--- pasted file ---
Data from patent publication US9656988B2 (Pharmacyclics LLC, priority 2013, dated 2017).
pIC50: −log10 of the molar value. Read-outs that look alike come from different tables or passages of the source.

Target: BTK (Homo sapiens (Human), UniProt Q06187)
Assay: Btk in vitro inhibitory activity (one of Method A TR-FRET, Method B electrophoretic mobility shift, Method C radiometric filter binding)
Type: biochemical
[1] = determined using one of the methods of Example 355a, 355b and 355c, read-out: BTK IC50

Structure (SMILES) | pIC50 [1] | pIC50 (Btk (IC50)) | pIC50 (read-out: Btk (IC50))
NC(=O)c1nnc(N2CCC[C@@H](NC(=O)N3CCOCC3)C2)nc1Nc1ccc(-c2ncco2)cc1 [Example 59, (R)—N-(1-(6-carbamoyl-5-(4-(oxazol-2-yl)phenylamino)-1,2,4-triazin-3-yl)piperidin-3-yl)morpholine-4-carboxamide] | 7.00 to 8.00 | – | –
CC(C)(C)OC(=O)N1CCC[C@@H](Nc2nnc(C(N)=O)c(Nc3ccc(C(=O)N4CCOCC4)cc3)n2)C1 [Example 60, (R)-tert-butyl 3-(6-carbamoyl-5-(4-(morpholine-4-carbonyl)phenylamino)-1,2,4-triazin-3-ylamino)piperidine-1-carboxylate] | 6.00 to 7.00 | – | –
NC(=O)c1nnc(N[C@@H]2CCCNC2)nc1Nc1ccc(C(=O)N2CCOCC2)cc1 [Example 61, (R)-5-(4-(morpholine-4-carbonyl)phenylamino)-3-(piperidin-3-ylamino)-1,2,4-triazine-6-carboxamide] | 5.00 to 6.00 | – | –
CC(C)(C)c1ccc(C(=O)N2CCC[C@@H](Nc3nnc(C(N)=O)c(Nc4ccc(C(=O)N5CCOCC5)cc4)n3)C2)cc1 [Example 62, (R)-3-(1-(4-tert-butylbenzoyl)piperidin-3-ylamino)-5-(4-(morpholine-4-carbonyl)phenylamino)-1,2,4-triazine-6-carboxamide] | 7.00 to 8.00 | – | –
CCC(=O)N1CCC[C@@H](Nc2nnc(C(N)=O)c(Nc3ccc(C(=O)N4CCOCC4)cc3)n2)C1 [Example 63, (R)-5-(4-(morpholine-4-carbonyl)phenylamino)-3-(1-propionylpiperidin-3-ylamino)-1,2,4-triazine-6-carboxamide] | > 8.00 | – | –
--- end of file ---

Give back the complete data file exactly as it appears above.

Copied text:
Data from patent publication US9656988B2 (Pharmacyclics LLC, priority 2013, dated 2017).
pIC50: −log10 of the molar value. Read-outs that look alike come from different tables or passages of the source.

Target: BTK (Homo sapiens (Human), UniProt Q06187)
Assay: Btk in vitro inhibitory activity (one of Method A TR-FRET, Method B electrophoretic mobility shift, Method C radiometric filter binding)
Type: biochemical
[1] = determined using one of the methods of Example 355a, 355b and 355c, read-out: BTK IC50

Structure (SMILES) | pIC50 [1] | pIC50 (Btk (IC50)) | pIC50 (read-out: Btk (IC50))
NC(=O)c1nnc(N2CCC[C@@H](NC(=O)N3CCOCC3)C2)nc1Nc1ccc(-c2ncco2)cc1 [Example 59, (R)—N-(1-(6-carbamoyl-5-(4-(oxazol-2-yl)phenylamino)-1,2,4-triazin-3-yl)piperidin-3-yl)morpholine-4-carboxamide] | 7.00 to 8.00 | – | –
CC(C)(C)OC(=O)N1CCC[C@@H](Nc2nnc(C(N)=O)c(Nc3ccc(C(=O)N4CCOCC4)cc3)n2)C1 [Example 60, (R)-tert-butyl 3-(6-carbamoyl-5-(4-(morpholine-4-carbonyl)phenylamino)-1,2,4-triazin-3-ylamino)piperidine-1-carboxylate] | 6.00 to 7.00 | – | –
NC(=O)c1nnc(N[C@@H]2CCCNC2)nc1Nc1ccc(C(=O)N2CCOCC2)cc1 [Example 61, (R)-5-(4-(morpholine-4-carbonyl)phenylamino)-3-(piperidin-3-ylamino)-1,2,4-triazine-6-carboxamide] | 5.00 to 6.00 | – | –
CC(C)(C)c1ccc(C(=O)N2CCC[C@@H](Nc3nnc(C(N)=O)c(Nc4ccc(C(=O)N5CCOCC5)cc4)n3)C2)cc1 [Example 62, (R)-3-(1-(4-tert-butylbenzoyl)piperidin-3-ylamino)-5-(4-(morpholine-4-carbonyl)phenylamino)-1,2,4-triazine-6-carboxamide] | 7.00 to 8.00 | – | –
CCC(=O)N1CCC[C@@H](Nc2nnc(C(N)=O)c(Nc3ccc(C(=O)N4CCOCC4)cc3)n2)C1 [Example 63, (R)-5-(4-(morpholine-4-carbonyl)phenylamino)-3-(1-propionylpiperidin-3-ylamino)-1,2,4-triazine-6-carboxamide] | > 8.00 | – | –